This paper has demonstrated that low-skilled Mexican-born workers’ location choices responded very strongly to the geographic variation in labor demand generated by the Great Recession. This behavior is in sharp contrast to low-skilled native-born workers who show little response, and their elasticity even exceeds that of highly skilled natives. Further, the reallocation of Mexican immigrants reduced the variation in employment outcomes for natives living in cities with substantial Mexican-born share. This novel finding represents economically significant behavior, and it is quite robust to a number of alternative interpre- tations.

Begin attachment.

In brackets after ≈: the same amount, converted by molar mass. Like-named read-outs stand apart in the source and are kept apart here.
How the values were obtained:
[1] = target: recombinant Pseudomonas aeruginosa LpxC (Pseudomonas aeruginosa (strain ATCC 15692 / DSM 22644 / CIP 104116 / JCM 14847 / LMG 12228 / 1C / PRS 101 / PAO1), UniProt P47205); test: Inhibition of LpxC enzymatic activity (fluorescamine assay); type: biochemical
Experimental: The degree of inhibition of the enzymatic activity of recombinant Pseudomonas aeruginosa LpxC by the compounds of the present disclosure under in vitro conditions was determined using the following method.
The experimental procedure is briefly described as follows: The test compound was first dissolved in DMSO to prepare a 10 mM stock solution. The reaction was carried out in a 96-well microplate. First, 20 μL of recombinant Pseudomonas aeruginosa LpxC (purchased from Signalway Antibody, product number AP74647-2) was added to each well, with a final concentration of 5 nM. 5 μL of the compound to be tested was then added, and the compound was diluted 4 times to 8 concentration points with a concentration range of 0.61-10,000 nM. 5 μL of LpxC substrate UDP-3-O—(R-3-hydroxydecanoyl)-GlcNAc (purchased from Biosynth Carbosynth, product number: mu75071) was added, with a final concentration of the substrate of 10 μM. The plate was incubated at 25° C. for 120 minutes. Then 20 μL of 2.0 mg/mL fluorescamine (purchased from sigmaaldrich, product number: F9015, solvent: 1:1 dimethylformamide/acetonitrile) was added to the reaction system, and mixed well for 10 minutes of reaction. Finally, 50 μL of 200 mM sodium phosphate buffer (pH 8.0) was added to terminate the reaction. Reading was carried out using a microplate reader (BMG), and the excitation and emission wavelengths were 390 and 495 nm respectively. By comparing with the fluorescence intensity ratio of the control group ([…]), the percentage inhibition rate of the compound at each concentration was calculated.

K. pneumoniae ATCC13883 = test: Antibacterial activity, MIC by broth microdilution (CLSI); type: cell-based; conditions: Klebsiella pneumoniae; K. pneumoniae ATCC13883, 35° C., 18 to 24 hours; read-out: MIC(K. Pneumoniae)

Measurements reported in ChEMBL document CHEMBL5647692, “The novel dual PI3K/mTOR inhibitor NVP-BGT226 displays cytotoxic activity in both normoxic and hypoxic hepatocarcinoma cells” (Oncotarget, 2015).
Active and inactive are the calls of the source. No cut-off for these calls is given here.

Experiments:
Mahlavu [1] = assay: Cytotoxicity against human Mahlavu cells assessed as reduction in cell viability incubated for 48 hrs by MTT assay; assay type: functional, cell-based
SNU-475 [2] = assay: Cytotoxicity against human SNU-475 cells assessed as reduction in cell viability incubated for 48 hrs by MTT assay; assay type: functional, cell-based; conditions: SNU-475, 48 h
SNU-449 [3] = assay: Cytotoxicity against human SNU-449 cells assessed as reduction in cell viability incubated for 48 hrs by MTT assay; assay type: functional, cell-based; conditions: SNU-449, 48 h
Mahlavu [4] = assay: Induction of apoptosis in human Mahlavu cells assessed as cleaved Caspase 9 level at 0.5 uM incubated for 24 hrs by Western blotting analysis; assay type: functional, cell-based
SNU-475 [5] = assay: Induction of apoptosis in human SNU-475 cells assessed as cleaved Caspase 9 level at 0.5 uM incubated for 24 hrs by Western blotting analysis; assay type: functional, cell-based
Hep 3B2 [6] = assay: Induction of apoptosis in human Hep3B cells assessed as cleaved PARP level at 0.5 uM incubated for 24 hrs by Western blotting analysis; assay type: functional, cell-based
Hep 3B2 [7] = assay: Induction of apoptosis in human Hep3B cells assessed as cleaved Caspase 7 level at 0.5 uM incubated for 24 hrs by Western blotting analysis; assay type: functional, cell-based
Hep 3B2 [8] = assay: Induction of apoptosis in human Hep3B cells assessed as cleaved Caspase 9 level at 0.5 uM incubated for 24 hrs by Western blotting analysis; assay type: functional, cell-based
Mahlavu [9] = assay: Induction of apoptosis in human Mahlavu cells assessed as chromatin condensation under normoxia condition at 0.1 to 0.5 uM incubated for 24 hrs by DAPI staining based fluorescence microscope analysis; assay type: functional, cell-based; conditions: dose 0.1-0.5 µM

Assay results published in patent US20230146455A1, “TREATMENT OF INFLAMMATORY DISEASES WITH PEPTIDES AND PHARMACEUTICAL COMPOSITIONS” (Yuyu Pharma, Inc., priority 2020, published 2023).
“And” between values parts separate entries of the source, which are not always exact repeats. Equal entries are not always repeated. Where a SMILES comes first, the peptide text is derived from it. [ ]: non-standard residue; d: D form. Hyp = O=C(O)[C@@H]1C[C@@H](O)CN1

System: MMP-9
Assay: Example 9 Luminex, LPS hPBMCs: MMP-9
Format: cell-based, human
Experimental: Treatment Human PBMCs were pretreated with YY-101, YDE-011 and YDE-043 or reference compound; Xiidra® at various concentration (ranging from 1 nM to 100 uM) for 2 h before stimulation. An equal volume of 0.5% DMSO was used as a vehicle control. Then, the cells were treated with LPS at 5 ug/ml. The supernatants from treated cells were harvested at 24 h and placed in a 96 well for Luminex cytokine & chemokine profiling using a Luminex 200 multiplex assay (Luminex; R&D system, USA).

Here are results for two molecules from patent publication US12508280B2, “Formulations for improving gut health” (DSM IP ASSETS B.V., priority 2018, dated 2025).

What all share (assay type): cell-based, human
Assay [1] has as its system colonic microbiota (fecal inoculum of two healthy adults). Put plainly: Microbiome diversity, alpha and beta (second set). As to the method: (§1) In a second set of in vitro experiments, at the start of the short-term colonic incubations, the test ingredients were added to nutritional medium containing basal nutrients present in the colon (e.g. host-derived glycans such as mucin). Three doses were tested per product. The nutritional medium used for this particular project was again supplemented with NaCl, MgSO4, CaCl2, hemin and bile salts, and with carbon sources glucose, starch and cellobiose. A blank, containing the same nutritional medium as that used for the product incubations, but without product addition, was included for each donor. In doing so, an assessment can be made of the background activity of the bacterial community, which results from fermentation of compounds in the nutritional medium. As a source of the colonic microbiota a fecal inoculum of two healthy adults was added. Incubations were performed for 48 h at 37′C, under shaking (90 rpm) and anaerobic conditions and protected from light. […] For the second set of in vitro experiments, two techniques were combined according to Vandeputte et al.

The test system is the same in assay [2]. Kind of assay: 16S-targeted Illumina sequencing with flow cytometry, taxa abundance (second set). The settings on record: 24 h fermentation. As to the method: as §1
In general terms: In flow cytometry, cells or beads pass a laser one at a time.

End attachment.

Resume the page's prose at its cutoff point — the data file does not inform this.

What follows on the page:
That is from the conclusions of a new paper by Cadena & Kovak (August 2013). Something I find interesting is how difficult it is to get a visa (not even a working visa) for say a Nigerian or Indian to travel to Guatemala. In other words, some governments of developing countries would like to see more open borders and better treatment to immigrants in the US and Europe when they themselves make things very difficult for immigrants from other developing countries.